Concerns that proper checks have not been completed before the release of nearly 150 immigration detainees has triggered a fresh wave of criticism of the federal government.
The High Court ruled last month that holding non-citizens in indefinite detention was unlawful.
A fifth former detainee, who had an outstanding warrant, was arrested on Thursday – raising questions about why he was released into the community.
NSW Police confirmed the man was arrested by Queensland police because he had breached parole for an earlier conviction for assault occasioning actual bodily harm.
Deputy Opposition Leader Sussan Ley said the public deserved to know why the proper checks weren’t run before the 39-year-old man was released.
“What I want to know from Anthony Albanese today is how many of these individuals will be locked back up before Christmas so that the community can feel safe,” she told reporters in Canberra.
The Coalition has piled pressure on the Prime Minister in recent days to front up on the saga, claiming he has gone missing while his “hapless” ministers fumbled.
“He’s leaving it to his ministers, both of whom I’m sorry to say should actually step down because somebody has to be responsible for this debacle on community safety,” she said.
Deputy Prime Minister Richard Marles said the government understood the anxiety that had been felt in the community since the detainees’ release.
“We certainly understand the anxiety which has been felt in the community around the release of these people,” Mr Marles said.
“We understand it because in the High Court we argued against the release. Our position is that they should have not been released.”
Earlier on Friday, Ms Ley claimed the government could have waited an additional three weeks before it released the detainees into the community.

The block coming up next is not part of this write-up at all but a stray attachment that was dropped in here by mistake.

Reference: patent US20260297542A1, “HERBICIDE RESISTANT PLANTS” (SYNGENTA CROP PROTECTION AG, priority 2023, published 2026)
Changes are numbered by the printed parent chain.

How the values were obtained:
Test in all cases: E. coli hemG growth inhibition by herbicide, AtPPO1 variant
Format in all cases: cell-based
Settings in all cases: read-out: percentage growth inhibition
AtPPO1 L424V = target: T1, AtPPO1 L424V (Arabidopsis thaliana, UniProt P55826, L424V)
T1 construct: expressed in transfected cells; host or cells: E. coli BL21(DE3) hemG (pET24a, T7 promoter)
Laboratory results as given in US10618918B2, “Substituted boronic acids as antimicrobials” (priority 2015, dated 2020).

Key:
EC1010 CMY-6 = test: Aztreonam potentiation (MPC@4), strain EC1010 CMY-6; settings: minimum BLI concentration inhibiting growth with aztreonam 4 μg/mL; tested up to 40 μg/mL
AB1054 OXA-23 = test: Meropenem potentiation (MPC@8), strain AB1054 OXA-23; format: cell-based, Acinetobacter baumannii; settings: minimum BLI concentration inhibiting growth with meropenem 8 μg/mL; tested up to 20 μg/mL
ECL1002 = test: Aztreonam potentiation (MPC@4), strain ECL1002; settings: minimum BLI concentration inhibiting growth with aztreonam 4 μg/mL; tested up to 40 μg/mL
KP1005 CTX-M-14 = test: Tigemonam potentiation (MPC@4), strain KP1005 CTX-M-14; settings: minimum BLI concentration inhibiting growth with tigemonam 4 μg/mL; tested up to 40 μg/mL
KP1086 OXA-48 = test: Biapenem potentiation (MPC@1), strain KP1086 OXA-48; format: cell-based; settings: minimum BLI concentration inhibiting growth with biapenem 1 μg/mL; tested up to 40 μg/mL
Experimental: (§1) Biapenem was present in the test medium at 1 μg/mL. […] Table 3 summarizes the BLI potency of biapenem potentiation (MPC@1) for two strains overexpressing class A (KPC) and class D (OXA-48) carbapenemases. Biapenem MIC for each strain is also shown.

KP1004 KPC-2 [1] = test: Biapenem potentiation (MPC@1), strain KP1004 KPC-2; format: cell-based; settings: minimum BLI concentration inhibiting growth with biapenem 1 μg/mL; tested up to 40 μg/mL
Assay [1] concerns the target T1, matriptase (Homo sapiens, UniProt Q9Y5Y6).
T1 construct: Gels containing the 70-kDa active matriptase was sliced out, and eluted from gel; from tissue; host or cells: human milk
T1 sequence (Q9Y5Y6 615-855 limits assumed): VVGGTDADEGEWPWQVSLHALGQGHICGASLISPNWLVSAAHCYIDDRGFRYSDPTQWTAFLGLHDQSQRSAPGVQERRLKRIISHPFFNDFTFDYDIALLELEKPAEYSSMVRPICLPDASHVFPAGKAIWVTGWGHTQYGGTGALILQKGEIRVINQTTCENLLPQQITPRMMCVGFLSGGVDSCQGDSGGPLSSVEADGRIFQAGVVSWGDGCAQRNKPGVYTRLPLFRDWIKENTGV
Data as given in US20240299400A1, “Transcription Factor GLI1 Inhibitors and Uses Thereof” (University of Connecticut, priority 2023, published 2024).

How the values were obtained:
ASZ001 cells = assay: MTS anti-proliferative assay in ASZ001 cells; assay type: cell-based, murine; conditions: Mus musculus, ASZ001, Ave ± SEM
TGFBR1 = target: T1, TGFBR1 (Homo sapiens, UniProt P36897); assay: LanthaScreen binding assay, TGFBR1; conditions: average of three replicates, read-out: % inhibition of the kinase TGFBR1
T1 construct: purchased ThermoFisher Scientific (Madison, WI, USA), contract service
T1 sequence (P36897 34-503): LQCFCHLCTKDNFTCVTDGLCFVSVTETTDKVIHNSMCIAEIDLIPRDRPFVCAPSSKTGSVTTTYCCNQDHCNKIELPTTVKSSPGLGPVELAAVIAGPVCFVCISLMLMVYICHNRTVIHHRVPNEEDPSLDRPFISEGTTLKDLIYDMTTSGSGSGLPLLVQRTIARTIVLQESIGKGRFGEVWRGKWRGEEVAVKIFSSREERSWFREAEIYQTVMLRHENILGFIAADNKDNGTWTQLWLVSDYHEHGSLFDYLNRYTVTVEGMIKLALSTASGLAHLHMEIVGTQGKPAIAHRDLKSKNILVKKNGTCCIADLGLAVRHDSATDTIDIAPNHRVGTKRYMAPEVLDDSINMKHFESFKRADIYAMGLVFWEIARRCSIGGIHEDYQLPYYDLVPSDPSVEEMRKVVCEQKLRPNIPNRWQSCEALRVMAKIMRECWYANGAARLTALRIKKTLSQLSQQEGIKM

But Education Minister Jason Clare rejected the suggestion outright.
“If we had our way no one would have been let out, but the High Court ordered it and you’ve got to follow the High Court’s orders. We had no choice here,” he said.
The Labor frontbencher accused the opposition of playing politics, considering it failed to front up to read the legal advice as offered by the government.
“This legal advice has been available now since Sunday in a secure room at Parliament House,” Mr Clare said.
“It’ll astound people watching to know that not one member of the Liberal Party has walked into that room to read that legal advice.
“That tells us that this is all about politics rather than trying to keep the community safe.”
The parliament has passed Labor’s preventive detention laws that hand the courts the power to re-detain the worst offenders in the released cohort.
The laws are closely modelled on the preventive detention laws introduced by the Coalition to lock up terrorists that were upheld by a High Court challenge in 2021.
The government has been scrambling since the High Court surprised it by handing down its ruling, initially without its reasoning, earlier than it had expected.